ZocDoc

Available at no cost for the Android, Blackberry and iPhone, ZocDoc allows you to search for dentists and physicians in many major U.S. markets.  After reading the review and choosing a doctor, you can make an appointment without making any phone calls.

Medscape

This free app for all three major smart phones tracks any drug interactions and safety data for more than 8,000 drugs. Medscape also provides medical news and information on more than 4,000 diseases and conditions.

Dieting for Stress Management: Choosing Stress-Fighting Foods


STRESS. We all deal with it at some point in our lives. But having too much stress in your life can be very harmful to your health and can make you more vulnerable to everything from colds to high blood pressure and even heart disease.

Stress management is a valuable tool to learn when it comes to your overall wellness. While there are many ways to cope with stress, eating stress-fighting foods is one good way to start.

From boosting serotonin levels to lowering stress hormones, there are a number of foods that actually counteract the impact of stress on our lives.

The following foods should be part of your diet for stress management:

Complex Carbohydrates – All carbohydrates give a signal to the brain to produce that “feel good” chemical, serotonin. To keep a steady flow of serotonin, dieticians suggest complex carbs like whole grain cereals, breads and pastas and oatmeal.

Oranges
– Because they are a wealth of vitamin C, studies show that oranges are great stress-busting foods, as well as a great immune system strengthener. Experts suggest taking 3,000 milligrams of vitamin C before a stressful event.

Spinach – It’s the magnesium in spinach that helps to regulate cortisol levels that particularly get depleted when we are in stressful situations. Not enough magnesium can trigger headaches, adding to stressful situations. One cup of spinach is the recommended amount, as the magnesium goes a long way. Can’t do spinach? Try cooked soy beans or salmon instead, for the same effects.

Fatty Fish
– Omega-3 fatty acids are important to prevent surges in stress hormones, as well as protect against heart disease. Try fatty fish like salmon or tuna for your Omega-3’s.

Black Tea – Good for lowering levels of cortisol following stressful events, many experts swear by the healing powers of black tea. Black tea helps you to recover quickly following stresses and helps you to remain calm.

Pistachios – Chosen for their ability to soften the pre- and post-effects of stress, experts suggest eating a handful of pistachios every day to help lower blood pressure so it won’t spike when faced with stressful situations.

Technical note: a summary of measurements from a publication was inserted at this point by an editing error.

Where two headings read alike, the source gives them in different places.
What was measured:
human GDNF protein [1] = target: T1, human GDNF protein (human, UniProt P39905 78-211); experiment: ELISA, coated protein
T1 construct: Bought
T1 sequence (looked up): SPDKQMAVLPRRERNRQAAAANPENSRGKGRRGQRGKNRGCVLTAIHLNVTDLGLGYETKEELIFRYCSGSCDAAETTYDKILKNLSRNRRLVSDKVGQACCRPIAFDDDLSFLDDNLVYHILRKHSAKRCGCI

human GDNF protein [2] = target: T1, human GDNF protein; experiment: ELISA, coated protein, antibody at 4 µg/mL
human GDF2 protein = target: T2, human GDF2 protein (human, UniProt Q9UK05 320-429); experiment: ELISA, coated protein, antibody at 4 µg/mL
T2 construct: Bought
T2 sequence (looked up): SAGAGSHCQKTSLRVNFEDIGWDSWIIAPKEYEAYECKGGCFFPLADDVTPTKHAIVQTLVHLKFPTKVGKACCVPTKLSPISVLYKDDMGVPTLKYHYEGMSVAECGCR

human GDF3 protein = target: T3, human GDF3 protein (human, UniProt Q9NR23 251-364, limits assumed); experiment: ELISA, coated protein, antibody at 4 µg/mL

Avocados – Another great high blood pressure reducing food is avocados, due to their potassium content. Half of an avocado has more potassium than a medium-sized banana. Additionally, avocados, in guacamole form, are a great and nutritious treat when stress has you craving snack foods.

Almonds
– Chock full of vitamins, like vitamin E and a range of B vitamins, almonds are a great treat to eat that help with resiliency when dealing with stress.

Raw Vegetables
– In a purely mechanical way, crunching on raw vegetables can help to alleviate stress. By releasing your clenched jaw and possibly warding off headaches, chomping your carrots, celery and other veggies is beneficial on many levels

While these are but a few suggestions, they will all help to get you back on track towards a less stressful life.

Straight From the Headlines: Get Off the Couch and Stay out of the Doctor’s Office


A recent study conducted in Wisconsin and reported on Maxnewshealth.com, states that people who are couch potatoes are twice as likely to catch a cold and a third likelier to suffer bad or extreme symptoms compared to those who are healthy and fit.

According to the study, people who were considered fit or who exercised at least five days a week had between 4.4 and 4.9 “cold days” on average. Those who were moderately fit or who exercised one to four days per week had between 4.9 and 5.5 “cold days” on average. Those who were not fit and exercised one day a week or not at all had between 8.2 and 8.6 “cold days” on average.

Getting exercise unleashes a rise in immune defenses, helping to prepare our bodies to fight viruses and colds. Therefore, those who were fit or moderately fit had increased immune systems resulting in less “cold days” on average compared to the couch potato.

Furthermore, according to Getbetterhealth.com, about 60 percent of adults in the U.S. are not getting the exercise they need resulting in side effects even more sobering than the common cold.

If your idea of exercise is working out your TV remote reflexes then take a look at these statistics:

• Physical inactivity increases the risk of heart disease and stroke by 50 percent.

• Sedentary people have a 35 percent greater risk of developing high blood pressure than do physically active people.

• Inactivity is one of the four major risk factors for heart disease, on par with smoking, unhealthy cholesterol, and high blood pressure.

If you’re still undecided, Getbetterhealth.com outlines a few heart-health benefits of getting off the couch and getting your heart beating. Here are a few:

• For each hour you spend walking, you can gain two hours of life expectancy.

• More than half of the participants in a study who jogged two miles a day were able to stop taking blood pressure medication.

• Taking a brisk one-hour walk, five days a week can cut your risk for stroke in half.

• People with an active lifestyle have a 45 percent lower risk of developing heart disease than sedentary people.

To avoid becoming a full-blown couch potato and having to endure the unhealthy risks associated with lack of exercise it is advised that people exercise for at least 30 minutes a day, five days a week. If you find it difficult to find 30 minutes a day to get your heart pumping try breaking it up into two or three 10-15 minute sessions.

Savory Salmon: An Array of Health Benefits but Beware of Mercury

salmon